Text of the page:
Pneumoconiosis develops as a result of prolonged occupational exposure to coal dust, silica, iron particles and other contaminants. The chronic lung condition has several forms, including black lung, silicosis and siderosis. Symptoms include coughing, shortness of breath and a buildup of mucus. Pneumoconiosis is a progressive illness with no cure, but there are treatment guidelines that may ease the severity of side effects. This treatment may include lifestyle changes, medication, oxygen therapy and cellular therapy.
Treatment options for pneumoconiosis
Pneumoconiosis treatment will depend on which type you have — simple, which causes a small amount of scar tissue, or complicated, also known as progressive massive fibrosis. The latter is often characterized by much more scarring. For those who are smokers, quitting may help improve lung function. More importantly, smoking may make the symptoms of pneumoconiosis worse, and may lead to other complications. Along those same lines, avoiding further exposure to contaminants is recommended. However, evidence shows that many people may show symptoms of pneumoconiosis even years after leaving the occupation that put them at risk.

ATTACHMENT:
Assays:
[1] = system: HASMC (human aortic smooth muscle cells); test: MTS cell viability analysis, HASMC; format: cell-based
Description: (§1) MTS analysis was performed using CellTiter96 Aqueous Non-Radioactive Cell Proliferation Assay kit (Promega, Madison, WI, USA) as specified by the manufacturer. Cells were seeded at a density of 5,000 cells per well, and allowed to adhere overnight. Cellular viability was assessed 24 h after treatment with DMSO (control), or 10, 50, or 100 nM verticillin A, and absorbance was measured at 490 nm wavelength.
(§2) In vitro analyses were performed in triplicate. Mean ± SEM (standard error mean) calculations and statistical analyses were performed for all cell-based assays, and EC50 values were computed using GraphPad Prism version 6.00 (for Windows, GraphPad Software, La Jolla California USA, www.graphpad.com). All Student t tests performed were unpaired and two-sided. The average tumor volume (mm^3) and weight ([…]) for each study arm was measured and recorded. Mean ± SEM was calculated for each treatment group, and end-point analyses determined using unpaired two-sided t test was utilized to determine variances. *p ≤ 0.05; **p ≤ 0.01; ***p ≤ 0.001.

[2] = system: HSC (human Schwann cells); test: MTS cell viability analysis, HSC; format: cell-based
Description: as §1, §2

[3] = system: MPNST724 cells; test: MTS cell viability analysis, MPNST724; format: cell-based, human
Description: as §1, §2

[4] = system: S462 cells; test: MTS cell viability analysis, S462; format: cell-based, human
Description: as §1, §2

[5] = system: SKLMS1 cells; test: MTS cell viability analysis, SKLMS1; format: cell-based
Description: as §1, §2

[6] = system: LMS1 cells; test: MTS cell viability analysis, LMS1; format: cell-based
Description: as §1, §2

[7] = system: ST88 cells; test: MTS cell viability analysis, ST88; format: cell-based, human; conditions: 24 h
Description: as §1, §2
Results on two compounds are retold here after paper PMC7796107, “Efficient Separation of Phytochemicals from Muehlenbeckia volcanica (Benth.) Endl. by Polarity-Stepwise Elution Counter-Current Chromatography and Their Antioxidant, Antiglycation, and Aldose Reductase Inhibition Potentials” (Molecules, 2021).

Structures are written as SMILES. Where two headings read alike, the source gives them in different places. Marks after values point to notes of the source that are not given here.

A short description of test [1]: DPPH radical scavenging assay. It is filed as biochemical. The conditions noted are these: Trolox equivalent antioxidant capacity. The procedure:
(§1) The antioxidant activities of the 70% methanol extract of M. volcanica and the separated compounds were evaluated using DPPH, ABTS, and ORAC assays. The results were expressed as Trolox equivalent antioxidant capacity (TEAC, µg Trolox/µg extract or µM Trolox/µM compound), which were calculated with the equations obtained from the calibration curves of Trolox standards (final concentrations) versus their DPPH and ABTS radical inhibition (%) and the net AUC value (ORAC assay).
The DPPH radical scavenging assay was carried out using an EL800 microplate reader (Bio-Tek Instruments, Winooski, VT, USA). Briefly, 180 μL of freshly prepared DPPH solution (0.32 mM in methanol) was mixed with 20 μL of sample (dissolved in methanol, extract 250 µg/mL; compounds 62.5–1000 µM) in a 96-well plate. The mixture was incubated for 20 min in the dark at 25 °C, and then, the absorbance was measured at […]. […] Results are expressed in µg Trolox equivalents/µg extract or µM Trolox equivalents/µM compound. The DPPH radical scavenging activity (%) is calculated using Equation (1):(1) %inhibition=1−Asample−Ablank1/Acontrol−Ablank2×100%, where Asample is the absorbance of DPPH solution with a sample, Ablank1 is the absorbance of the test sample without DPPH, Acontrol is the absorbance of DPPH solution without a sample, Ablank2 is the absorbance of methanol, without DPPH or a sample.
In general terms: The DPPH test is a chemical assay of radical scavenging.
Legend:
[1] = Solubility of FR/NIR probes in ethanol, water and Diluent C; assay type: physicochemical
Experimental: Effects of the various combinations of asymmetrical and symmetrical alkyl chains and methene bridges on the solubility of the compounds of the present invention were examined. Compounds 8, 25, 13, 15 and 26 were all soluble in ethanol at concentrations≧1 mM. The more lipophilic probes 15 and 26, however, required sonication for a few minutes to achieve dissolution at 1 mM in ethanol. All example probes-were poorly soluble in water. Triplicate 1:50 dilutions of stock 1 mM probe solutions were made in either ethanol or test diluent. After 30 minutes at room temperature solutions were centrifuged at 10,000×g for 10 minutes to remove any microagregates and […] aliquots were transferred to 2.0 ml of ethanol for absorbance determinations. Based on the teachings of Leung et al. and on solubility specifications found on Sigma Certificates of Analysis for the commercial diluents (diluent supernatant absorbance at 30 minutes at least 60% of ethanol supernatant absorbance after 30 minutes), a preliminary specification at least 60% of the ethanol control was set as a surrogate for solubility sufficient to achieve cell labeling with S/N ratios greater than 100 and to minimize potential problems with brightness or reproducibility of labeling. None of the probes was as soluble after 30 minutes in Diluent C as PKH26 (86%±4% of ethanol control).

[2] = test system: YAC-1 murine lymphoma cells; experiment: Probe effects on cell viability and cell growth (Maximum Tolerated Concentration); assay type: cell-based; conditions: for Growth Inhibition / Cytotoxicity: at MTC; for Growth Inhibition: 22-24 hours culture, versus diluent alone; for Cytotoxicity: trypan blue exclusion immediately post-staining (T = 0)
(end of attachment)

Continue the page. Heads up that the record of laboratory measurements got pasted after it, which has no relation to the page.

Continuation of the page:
Medications like bronchodilators may open lung passages and improve breathing. Supplemental oxygen therapy may also be necessary. As lung function decreases, so does the ability of the lungs to carry oxygen throughout the body. Oxygen therapy may help avoid the effects of hypoxia, or low blood oxygen.
Cellular therapy for pneumoconiosis
Finally, cellular therapy may help those with pneumoconiosis. Unlike other treatment options, cellular therapy helps to encourage the growth of new tissue, which helps to treat the underlying cause of pneumoconiosis. The Lung Health Institute uses the patient’s own cells to encourage the growth of new, healthy tissue that may help treat pneumoconiosis and other chronic lung diseases and help you breathe easier. Many patients find their quality of life improved after cellular therapy, and may even be able to reduce reliance on oxygen and medication (though you should always check with your doctor before modifying any treatments). To learn more about cellular therapy, contact our on of our patient coordinators today at 855-882-1292.